You may not meet a more enthusiastic or passionate accountant than Kate Ruff. She is so passionate about accounting that she not only thinks “it’s the coolest invention of humanity”, but she believes through accounting, she can help save the planet—or at least, make it a better place.

Kate Ruff, Sprott School of Business

We know what you’re thinking: Accounting? But after talking with Ruff about her inspiring and leading-edge research program we were convinced. Moreover, we were convinced that Ruff’s story is about how she is one of the most genuine, passionate, and tenacious humanitarians the world has to offer and she’s going to contribute to the greater good alongside a team of experts, conscientious companies, major funders—and with the power of numbers.

Ruff didn’t start out thinking her life would be dedicated to the accounting world, in fact, her life had a completely different trajectory. After an undergraduate degree in Marketing and a few unexpected life events, a job offer to work in Nepal changed her life. For two years, Ruff worked as a marketing consultant, immersed in the world of social enterprise (companies’ whose main goal is to achieve social change), witnessing the transformative power of this business platform. However, she also observed, first-hand, the very thin line that existed between those companies that genuinely worked for social change and those that were “social-washing”—the pursuit of profits first, with a disingenuous attempt to be socially conscious.

Coloured flags on the summit of a mountain in NepalBut, how does this all lead to accounting? Through life events and her years in Nepal, Ruff recognized how strong accounting information kept managers attuned to their financial bottom line, and an absence of strong social and environmental data relegated impact-focused actions to the backburner. It was at this time—an epiphany perhaps, that Ruff knew she wanted to be part of social policy change to keep social and environmental objectives part of the story.

To achieve this, Ruff got a master’s degree from the London School of Economics in Social Policy and Planning. Her research gave rise to a hugely influential and highly popular paper on the subject: The Next Frontier in Social Impact Measurement Isn’t Measurement at All (Stanford Social Innovation Review, 2016). But it wasn’t until two years later, while reading the Economist that part of a sentence: “…before there were income statements,” that caught her attention, and another epiphany! “Maybe accounting hadn’t always been so straightforward; maybe there was more to learn about how standards emerged.” She found herself in the basement of the Harvard University library learning everything about the emergence and history of accounting.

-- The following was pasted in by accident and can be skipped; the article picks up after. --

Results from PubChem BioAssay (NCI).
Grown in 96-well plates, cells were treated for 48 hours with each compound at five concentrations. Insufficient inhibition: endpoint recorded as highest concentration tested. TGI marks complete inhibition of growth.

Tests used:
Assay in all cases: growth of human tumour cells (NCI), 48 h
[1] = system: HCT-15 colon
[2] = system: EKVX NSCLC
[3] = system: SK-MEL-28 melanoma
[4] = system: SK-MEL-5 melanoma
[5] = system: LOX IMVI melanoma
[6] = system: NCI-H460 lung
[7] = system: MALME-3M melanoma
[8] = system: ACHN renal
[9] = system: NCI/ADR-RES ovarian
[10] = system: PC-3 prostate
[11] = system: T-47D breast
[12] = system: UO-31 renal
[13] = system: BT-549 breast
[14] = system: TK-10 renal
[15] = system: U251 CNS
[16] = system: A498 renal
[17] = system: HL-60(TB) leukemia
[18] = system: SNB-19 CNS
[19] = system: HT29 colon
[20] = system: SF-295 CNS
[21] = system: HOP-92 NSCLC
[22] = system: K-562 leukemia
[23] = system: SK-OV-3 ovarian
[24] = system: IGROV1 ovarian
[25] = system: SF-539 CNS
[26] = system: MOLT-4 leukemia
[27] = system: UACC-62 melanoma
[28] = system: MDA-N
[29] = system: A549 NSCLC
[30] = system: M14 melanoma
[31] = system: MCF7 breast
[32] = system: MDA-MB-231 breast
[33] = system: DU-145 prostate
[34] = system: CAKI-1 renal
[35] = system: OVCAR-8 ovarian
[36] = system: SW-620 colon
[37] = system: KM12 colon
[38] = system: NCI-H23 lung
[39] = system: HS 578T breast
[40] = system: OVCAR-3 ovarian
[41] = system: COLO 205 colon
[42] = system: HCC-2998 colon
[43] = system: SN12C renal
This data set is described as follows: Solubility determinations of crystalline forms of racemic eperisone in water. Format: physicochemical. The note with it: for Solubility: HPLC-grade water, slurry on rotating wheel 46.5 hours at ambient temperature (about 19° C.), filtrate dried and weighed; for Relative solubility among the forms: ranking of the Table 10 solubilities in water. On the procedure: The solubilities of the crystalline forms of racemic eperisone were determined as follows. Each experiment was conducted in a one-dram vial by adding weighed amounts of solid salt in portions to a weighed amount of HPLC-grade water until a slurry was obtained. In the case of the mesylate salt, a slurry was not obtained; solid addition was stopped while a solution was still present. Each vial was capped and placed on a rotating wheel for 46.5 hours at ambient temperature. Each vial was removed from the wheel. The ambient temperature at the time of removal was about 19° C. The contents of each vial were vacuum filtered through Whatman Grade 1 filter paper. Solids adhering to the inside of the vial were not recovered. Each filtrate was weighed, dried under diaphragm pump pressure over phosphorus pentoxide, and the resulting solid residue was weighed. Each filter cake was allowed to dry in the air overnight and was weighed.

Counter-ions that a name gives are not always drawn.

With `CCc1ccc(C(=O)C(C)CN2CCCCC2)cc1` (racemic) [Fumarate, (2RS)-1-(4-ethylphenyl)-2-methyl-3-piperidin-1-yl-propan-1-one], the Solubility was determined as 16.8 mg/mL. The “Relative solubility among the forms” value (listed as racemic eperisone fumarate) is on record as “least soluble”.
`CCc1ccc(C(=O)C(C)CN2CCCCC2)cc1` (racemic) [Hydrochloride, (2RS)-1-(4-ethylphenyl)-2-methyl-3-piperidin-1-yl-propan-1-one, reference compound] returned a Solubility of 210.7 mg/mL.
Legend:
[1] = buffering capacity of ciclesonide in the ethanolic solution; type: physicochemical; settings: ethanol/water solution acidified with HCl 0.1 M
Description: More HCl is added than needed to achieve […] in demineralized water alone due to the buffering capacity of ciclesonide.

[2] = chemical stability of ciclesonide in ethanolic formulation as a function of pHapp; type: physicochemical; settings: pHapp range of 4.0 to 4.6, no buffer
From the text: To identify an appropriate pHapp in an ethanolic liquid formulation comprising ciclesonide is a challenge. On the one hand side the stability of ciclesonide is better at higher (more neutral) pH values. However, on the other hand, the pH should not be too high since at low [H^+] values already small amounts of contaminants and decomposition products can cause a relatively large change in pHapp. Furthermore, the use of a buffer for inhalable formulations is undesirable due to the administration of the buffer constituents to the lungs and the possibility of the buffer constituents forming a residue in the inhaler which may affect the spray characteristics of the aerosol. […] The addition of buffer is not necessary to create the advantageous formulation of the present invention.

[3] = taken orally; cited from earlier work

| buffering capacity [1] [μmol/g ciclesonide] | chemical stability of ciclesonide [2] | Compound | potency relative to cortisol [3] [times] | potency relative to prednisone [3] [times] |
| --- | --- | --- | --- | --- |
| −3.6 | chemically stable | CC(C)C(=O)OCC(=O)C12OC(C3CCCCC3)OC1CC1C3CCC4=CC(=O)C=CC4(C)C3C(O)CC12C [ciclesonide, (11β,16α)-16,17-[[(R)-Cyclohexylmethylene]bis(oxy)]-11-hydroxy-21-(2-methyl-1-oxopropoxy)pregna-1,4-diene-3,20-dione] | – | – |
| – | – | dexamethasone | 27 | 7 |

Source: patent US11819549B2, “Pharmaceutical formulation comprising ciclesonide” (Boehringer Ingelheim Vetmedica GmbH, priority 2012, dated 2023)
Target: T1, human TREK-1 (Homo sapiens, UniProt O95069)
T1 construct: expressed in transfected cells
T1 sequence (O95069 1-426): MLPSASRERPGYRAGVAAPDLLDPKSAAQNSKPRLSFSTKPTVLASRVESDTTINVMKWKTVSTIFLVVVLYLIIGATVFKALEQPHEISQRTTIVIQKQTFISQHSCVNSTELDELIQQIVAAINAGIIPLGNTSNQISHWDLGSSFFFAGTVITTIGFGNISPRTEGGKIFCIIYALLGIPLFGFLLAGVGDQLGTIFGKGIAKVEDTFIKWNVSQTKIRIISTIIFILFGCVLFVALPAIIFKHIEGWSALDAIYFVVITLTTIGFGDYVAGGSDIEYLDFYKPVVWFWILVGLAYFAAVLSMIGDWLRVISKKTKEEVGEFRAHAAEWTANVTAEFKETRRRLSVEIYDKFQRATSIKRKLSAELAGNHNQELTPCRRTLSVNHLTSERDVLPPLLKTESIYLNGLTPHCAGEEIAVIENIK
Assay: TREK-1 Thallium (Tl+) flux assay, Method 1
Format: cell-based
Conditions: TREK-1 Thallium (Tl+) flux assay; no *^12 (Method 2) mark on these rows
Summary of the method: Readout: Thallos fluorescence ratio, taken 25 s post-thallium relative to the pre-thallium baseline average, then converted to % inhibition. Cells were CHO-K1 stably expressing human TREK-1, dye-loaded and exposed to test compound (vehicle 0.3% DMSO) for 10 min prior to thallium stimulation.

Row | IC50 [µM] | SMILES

From Nepal, to Harvard, to becoming an accountant; through this culmination of wisdom, Ruff discovered that, not only had no useful system worked to unify impact measurement standards since the invention of accounting, but she learned why—the missing puzzle piece—two puzzle pieces in fact. She learned that for a social impact measurement standard to be successful, it must have bounded flexibility, and it must involve the creation of an ecosystem. It works like this: to create data—numbers—that tell an important story about the value of social and environmental impact, the numbers need to be malleable to the principles and values that exist around the globe. It’s a bit of a “Goldilocks” scenario—for standards to be successful balance must be struck between loose standards that have no guided boundaries and rigid ones that thwart innovation.

The second piece to a successful social impact standard is creating an ecosystem. “It’s really about the group of enterprises who agree to stay aligned and stay in communication about the standards and how they will evolve over time. It’s about a community working together to keep that standard relevant—and this is so much more important than what ever gets put on a piece of paper.”

Close up of paper with part of the title showing that reads, "Impact Measurement"That brings us to today, where Ruff is exactly where she wants to be. And one may argue it was due to her passion and dedication to her mission in life, she is now spearheading one of the largest projects ever done in Canada to create a social impact measurement standard. Ten years to the day from that final epiphany, she was one of a select few invited by the Government of Canada to submit a proposal to create a social impact measurement standard. And she won. She is now creating a highly valuable flexible standard that can be managed across a broad band of Canadian social enterprises. It’s the first of its kind, and it’s major; it’s called: The Common Approach Project. Funded by the Employment and Social Development Canada, Ruff is working alongside an all-star team of partners including leading academics in Canada from various fields including, Information Technology, Impact Investing, along with charities, not-for-profits, and social enterprises.

The success of this project will ensure that socially- and environmentally-conscious consumers and investors have effective data that provide disclosure of, and one that will tell the true story of, firms’ social and environmental impact—and therefore help consumers make good and informed decisions on how to invest ethically and sustainably. This is Ruff’s life’s work; her mission.

Here’s to the most passionate and enthusiastic, humanitarian accountant, this world has seen!

Monday, March 23, 2020 in , ,
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